Welsh Dragon Bread

IMG_0868My small homage to St David’s Day, this wonderful crusty bread has helped me cut through my stockpile of overwintering leeks and dried chillies.

The chilli is really quite mild but adds an interesting dimension which complements many savoury dishes.  The leeks, as with onion bread, give a great richness.  All in all, a very versatile loaf with plenty of interest

I’ve used a couple of my favourites – the Chipotle Morita, with it’s intense smoky hotness, and the mild Guajillo, which makes a wonderful thick red Mexican sauce and gives this bread a colourful intensity, and a delicate flavour similar to pine nuts.  You can, of course, use any dried chilli you fancy, and vary the amount to give an intensity which suits your tastes.  Fresh chilli can also be used, but will give more of a stark effect, and much of the ‘subtlety’ that chilli gives to this bread may be lost

This loaf used up the last of my freshly milled wholemeal flour from our recently renovated local windmill at Holgate.  This has been a real revelation – I literally saw the grains of wheat milled into flour and bagged up before my very eyes.  It really doesn’t get any fresher than that, and the flavours are the best I’ve ever tasted.  If you ever get a chance to try real, freshly stone-ground flour, don’t pass it by.  If you happen to be in the middle of York, give the Holgate Windmill a visit.  A fully restored, 18th century 5 sailed windmill, located on a roundabout in the middle of a housing estate is a sight to behold!  The Holgate Windmill Preservation Society have done a wonderful job bringing this back to the community – well done, and keep grinding that flour!


  • 2 dried Chillies (I’ve used Chipotle Milato & Guajillo)
  • about 600ml Boiling Water
  • 45g Butter
  • 3 small-medium Leeks, washed & finely chopped
  • 1 tsp Sugar
  • 250g Strong Wholemeal Flour
  • 50g Rye Flour
  • 200g Strong White Flour
  • 10g Fast Action Yeast
  • 8g Salt
  • Flour for dusting
  • Semolina Flour (optional)


  • Put the dried chillies in a pyrex jug and cover with the boiling water to rehydrate.  Leave for at least 5-10 minutes, longer if possible.  The chilli should swell up and become quite soft
  • In a small pan, melt the butter and sweat off the leeks gently for a few minutes until soft
  • Remove the chillies from the jug, but don’t throw away the water.  Gently ‘squeeze’ to remove any excess water from inside the rehydrated chilli, and shred/chop finely, seeds and all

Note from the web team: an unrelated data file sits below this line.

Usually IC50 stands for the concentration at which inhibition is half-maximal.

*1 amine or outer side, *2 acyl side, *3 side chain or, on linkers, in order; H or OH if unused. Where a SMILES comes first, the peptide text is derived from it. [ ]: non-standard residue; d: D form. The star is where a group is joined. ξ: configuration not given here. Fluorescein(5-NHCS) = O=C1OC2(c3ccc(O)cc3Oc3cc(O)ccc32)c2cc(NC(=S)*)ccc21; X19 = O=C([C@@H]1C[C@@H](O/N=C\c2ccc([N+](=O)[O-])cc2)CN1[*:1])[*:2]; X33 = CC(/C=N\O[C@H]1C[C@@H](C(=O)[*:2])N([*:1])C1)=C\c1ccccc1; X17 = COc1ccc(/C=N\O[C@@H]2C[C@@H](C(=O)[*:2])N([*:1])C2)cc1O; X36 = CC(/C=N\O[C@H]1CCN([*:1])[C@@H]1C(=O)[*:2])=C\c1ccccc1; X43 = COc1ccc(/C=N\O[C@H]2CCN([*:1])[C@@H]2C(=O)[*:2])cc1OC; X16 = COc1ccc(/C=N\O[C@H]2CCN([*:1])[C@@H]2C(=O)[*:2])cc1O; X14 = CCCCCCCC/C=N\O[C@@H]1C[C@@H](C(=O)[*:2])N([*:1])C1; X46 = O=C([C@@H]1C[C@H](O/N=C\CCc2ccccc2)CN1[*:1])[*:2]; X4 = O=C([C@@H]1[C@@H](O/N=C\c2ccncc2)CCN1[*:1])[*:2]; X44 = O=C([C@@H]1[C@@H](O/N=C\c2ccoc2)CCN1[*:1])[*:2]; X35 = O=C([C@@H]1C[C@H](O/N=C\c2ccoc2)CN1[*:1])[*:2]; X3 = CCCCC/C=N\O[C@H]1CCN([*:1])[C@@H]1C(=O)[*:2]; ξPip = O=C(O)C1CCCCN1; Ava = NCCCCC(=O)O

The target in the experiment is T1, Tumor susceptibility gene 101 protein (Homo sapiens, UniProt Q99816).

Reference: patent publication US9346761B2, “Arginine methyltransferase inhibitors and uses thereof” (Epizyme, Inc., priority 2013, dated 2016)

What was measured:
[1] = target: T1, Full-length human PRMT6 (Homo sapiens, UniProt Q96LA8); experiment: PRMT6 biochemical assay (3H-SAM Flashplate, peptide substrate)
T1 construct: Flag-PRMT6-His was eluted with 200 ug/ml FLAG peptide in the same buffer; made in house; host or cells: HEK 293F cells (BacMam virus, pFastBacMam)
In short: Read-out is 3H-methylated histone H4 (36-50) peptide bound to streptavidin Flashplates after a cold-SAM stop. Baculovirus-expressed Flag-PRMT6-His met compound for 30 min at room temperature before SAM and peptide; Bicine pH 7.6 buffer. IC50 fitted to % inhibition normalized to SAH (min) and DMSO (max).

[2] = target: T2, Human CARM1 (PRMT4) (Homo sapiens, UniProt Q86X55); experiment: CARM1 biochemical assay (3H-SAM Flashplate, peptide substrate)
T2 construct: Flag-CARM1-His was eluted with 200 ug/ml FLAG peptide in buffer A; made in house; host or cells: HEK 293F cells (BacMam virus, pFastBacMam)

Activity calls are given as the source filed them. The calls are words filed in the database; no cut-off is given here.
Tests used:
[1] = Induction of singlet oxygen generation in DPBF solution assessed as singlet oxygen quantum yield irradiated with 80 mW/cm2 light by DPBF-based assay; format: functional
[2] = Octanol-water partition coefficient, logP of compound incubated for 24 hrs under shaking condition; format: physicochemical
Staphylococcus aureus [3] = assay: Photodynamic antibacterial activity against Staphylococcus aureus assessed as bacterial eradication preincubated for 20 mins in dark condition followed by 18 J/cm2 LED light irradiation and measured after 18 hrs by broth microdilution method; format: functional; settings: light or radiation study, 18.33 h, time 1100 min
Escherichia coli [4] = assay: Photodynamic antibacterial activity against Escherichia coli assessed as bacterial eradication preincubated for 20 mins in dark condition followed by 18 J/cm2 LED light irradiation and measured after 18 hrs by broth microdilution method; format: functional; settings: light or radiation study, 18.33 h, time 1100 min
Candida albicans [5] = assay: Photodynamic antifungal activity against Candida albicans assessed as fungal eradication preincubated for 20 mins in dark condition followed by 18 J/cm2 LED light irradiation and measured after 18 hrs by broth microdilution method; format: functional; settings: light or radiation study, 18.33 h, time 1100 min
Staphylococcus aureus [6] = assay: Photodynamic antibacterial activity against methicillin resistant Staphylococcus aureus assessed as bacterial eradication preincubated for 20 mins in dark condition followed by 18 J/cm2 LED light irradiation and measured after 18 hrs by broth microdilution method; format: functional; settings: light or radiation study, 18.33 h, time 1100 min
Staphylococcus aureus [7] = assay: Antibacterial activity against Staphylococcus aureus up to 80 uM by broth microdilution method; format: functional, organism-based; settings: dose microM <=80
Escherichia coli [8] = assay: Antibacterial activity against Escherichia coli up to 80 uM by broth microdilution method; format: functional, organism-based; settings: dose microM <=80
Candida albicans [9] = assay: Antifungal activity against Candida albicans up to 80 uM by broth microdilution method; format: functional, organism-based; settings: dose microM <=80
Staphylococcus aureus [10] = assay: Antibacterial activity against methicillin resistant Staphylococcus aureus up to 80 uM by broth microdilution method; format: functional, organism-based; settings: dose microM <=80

• Add the chilli to the leek, along with the sugar.  Continue to cook gently, covered with the pan lid, for 5 minutes or so.  Do not allow to burn, but caramelising is just fine.  Set aside to cool
  • In a large bowl, add the flours, salt and yeast.  Mix lightly before adding about 330ml of the water used to soak the chillies – NOTE: This water should be tepid, not hot
  • Mix lightly with a knife before adding in the cooled leek mixture and all the juices from the pan.  This should give quite a wet mixture which will form a soft, sticky dough, difficult to knead
  • Once the dough has been roughly mixed, oil a clean surface with a little olive oil and tip the dough out.  Knead mix all of the ingredients well – use a dough scraper to help.  After an initial kneading, stretch and fold 4 times, once in each ‘quarter’ direction.  Cover the dough with the bowl and leave for 15 minutes
  • Repeat the stretch & fold 3 more times at 15 minute intervals.  After the 4th time, the dough will have risen well and have much better structure
  • Shape the dough into a neat round and dust with flour.  Put on a baking sheet sprinkled with semolina or flour and cover with the bowl.  Leave to prove for about an hour
  • Pre-heat an oven to 220oC (fan).  After the dough has finished proving, it will have approximately doubled in size.  Carefully cut the dough into quarters with a dough scraper or large sharp knife, trying not to knock out too much of the air
  • Through the dough quarters onto a baking stone or use the baking sheet, making sure you leave enough room between each piece for the dough to spring
  • Bake for approx 25 minutes

2 Comments Add yours

  1. Pb says:

    That looks extremely tasty, I shall give it a whirl soon I think.
    Very interested in the mill (being a Yorkie) and wish mail order was available. Must send the Pock rellies out to get me some and post it up to Orkney.

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